Karen Brooks is Director, CGIAR Research Program on Policies, Institutions and Markets. Brooks has worked for the World Bank for the past 20 years. For the last 10 years of her tenure there, she managed analytical and... more operational programs in agriculture and rural development for the Africa region. Brooks also worked extensively in Europe and Central Asia and in Africa; in the former on issues related to the transition from central planning and in the latter on the investment and policy agenda associated with the renewed commitment to agricultural growth. Prior to joining the World Bank, she was Associate Professor in the Department of Applied Economics at the University of Minnesota. Brooks received both her PhD and Master’s degrees in Economics from the University of Chicago, where she was a National Science Foundation Graduate Fellow. less
David Feige is Director of Economic Growth and New Business at Making Cents International. He brings to the position 12 years of experience in technical, business development and project management roles for a wide range of donor... more and non-donor clients. His expertise includes value chain development; competitiveness analysis; MSME development; entrepreneurship; local economic development; and livelihoods interventions. David comes to Making Cents from J.E. Austin Associates, a specialized economic development consultancy, where he spent nearly five years conducting technical work in Latin America, Africa, Eastern Europe, Asia, and the Middle East. Prior to joining J.E. Austin, David was an Economic Development Officer at International Relief and Development, where he backstopped projects in Serbia and Montenegro and Lebanon. Before coming to Washington, D.C., David devoted most of his time to field work, first as a Peace Corps Volunteer in El Salvador and later on the USAID-funded Central Asia Enterprise Development Project, where he was based in Kazakhstan. He also worked for a small, Seattle-based nonprofit that provided technical assistance to social enterprises in the developing world. David received his MBA from the Thunderbird School of Global Management and his BS in Business Administration from Miami University of Ohio. David's recent work with Making Cents includes youth-inclusive value chain development in Kenya and technical backstopping for projects in Georgia and Nigeria. He is also responsible for the rural spotlight at this year's Youth Economic Opportunities Conference. less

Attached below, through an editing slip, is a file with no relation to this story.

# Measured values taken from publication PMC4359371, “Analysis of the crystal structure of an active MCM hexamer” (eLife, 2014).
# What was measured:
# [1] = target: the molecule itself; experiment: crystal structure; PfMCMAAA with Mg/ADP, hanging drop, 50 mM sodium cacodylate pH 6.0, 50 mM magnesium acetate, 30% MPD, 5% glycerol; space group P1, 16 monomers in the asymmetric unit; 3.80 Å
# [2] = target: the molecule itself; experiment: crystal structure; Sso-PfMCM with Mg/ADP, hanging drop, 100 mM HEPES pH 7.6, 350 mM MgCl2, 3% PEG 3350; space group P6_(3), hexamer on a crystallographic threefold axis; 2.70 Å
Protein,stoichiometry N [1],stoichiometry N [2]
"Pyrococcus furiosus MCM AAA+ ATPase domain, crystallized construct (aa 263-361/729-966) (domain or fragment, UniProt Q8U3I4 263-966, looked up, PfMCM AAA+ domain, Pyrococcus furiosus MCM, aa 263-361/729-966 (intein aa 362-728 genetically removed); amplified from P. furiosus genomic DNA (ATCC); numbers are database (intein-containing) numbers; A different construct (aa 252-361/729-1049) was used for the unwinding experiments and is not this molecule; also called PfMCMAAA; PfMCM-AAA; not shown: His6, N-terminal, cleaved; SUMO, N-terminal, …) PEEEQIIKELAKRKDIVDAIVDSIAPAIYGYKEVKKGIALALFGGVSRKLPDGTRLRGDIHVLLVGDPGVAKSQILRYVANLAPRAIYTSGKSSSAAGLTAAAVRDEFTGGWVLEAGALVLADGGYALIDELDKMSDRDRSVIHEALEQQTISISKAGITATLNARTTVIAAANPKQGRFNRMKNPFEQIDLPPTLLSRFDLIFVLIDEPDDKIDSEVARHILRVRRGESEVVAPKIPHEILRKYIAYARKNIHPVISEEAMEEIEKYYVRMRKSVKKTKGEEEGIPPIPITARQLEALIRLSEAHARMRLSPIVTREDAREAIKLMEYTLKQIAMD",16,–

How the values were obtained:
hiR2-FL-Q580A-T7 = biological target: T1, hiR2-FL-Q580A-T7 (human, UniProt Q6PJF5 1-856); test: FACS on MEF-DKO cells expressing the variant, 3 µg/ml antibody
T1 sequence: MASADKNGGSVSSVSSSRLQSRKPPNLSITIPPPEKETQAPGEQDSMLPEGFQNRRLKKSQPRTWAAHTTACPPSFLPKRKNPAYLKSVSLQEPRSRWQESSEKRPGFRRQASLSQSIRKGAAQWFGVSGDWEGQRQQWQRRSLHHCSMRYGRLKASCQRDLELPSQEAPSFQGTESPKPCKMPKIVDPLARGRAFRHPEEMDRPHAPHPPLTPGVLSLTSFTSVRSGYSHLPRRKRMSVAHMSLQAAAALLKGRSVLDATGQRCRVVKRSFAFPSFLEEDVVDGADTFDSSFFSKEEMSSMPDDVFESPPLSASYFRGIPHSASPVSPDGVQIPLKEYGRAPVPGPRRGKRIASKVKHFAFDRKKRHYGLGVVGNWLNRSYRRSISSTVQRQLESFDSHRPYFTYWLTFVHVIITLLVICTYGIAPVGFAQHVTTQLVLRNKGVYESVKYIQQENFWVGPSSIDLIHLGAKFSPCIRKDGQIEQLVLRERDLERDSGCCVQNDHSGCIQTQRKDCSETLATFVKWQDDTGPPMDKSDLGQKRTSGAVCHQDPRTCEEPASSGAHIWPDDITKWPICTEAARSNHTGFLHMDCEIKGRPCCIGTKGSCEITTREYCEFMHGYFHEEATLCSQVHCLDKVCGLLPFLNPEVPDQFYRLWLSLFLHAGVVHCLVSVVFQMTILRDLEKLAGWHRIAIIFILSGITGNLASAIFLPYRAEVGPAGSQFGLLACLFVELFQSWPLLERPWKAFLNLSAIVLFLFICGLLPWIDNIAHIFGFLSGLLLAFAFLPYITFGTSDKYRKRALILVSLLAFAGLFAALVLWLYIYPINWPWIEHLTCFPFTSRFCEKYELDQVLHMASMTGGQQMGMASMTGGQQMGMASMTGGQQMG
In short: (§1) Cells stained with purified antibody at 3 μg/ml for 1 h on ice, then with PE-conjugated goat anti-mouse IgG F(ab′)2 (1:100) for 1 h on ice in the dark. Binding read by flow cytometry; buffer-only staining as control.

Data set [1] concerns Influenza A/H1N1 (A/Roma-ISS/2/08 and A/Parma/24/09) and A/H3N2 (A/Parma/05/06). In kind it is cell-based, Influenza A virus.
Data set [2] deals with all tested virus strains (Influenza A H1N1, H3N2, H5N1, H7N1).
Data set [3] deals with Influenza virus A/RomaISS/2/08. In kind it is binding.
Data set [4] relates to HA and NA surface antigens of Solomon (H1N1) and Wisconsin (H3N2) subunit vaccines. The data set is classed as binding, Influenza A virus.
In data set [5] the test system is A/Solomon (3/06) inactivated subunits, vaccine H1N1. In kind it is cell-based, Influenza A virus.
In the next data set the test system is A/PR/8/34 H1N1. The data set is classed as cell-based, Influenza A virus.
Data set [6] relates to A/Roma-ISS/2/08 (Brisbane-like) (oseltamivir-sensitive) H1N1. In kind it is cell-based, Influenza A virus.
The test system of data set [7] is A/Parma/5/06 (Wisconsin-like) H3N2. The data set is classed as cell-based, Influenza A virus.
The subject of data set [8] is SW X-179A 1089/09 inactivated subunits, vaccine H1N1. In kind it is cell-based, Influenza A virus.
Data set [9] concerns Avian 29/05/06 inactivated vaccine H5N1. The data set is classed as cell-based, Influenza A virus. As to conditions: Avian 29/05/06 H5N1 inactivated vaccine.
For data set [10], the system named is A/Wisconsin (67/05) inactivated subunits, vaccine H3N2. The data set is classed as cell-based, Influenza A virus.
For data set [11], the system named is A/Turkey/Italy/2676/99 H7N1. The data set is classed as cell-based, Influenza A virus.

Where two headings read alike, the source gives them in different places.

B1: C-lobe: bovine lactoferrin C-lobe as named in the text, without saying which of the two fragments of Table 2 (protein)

Carol Michaels O’Laughlin is Group Vice President, Empowerment and Civic Engagement (ECE) at Winrock International. Carol has devoted 40+ years to international development and relations working with not for profit, public and... more private sector organizations. Among her areas of specialization are employment and micro-enterprise development; grassroots development; institutional development, corporate social responsibility; building indigenous philanthropy; women empowerment; youth leadership and education. Carol directs Winrock’s ECE Group focused on gender equality and women’s empowerment, capacity building and leadership; and social protection. Programs include women’s social, economic and political development; employment and enterprise development; anti-trafficking in persons; formal and non-formal education; children labor prevention; and governance and NGO capacity building. Prior to joining Winrock Carol served as Executive Director of Global Alliance for Workers and Communities, a tri-sector initiative to improve the lives and prospects of workers, mostly young women, in the global supply chain. Other positions include: Vice President for Partner Development and Grants, International Youth Foundation; Senior Foundation representative, Inter-American Foundation; and International Affairs and Grassroots Development Officer, Lilly Endowment. less